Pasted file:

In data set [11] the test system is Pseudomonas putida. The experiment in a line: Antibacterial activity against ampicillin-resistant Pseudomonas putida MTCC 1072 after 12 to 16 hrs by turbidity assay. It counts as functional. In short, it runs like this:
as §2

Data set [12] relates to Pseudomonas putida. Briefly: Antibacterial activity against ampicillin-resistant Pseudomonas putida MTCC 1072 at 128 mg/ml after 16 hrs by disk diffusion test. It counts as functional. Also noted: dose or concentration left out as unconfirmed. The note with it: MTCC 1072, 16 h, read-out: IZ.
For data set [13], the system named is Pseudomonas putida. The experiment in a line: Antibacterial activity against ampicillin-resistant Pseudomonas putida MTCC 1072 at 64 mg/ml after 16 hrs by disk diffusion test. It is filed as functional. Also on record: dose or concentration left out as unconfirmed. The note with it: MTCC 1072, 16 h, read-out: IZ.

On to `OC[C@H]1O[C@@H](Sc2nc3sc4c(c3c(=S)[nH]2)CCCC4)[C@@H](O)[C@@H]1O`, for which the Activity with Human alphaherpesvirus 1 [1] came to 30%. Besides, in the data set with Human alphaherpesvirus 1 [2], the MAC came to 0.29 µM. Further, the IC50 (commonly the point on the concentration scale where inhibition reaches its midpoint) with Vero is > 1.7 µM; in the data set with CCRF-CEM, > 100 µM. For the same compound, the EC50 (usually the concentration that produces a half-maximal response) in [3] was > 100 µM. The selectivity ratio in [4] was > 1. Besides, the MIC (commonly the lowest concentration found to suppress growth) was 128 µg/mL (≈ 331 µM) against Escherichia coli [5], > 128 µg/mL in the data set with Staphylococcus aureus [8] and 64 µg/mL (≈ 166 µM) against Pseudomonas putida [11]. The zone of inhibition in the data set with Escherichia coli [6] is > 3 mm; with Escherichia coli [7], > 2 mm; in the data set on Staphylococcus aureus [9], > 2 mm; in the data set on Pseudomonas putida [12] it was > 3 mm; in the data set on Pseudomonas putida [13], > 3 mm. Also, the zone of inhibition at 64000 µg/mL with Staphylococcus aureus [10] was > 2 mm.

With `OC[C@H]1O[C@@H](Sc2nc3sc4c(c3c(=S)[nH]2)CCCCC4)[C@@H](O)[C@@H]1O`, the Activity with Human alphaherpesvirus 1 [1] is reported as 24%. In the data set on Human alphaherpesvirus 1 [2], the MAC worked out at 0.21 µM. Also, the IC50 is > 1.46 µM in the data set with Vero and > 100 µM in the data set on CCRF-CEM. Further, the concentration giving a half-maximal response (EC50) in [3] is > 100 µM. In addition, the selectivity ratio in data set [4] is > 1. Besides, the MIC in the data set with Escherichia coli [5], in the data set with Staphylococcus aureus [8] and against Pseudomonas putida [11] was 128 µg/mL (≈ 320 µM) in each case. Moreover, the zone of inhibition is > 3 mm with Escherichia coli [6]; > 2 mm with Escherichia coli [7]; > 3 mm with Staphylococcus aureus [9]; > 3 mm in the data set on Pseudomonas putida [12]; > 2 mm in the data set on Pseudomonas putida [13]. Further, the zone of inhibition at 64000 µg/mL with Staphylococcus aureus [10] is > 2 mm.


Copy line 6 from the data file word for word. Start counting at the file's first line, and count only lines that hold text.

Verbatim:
With `OC[C@H]1O[C@@H](Sc2nc3sc4c(c3c(=S)[nH]2)CCCCC4)[C@@H](O)[C@@H]1O`, the Activity with Human alphaherpesvirus 1 [1] is reported as 24%. In the data set on Human alphaherpesvirus 1 [2], the MAC worked out at 0.21 µM. Also, the IC50 is > 1.46 µM in the data set with Vero and > 100 µM in the data set on CCRF-CEM. Further, the concentration giving a half-maximal response (EC50) in [3] is > 100 µM. In addition, the selectivity ratio in data set [4] is > 1. Besides, the MIC in the data set with Escherichia coli [5], in the data set with Staphylococcus aureus [8] and against Pseudomonas putida [11] was 128 µg/mL (≈ 320 µM) in each case. Moreover, the zone of inhibition is > 3 mm with Escherichia coli [6]; > 2 mm with Escherichia coli [7]; > 3 mm with Staphylococcus aureus [9]; > 3 mm in the data set on Pseudomonas putida [12]; > 2 mm in the data set on Pseudomonas putida [13]. Further, the zone of inhibition at 64000 µg/mL with Staphylococcus aureus [10] is > 2 mm.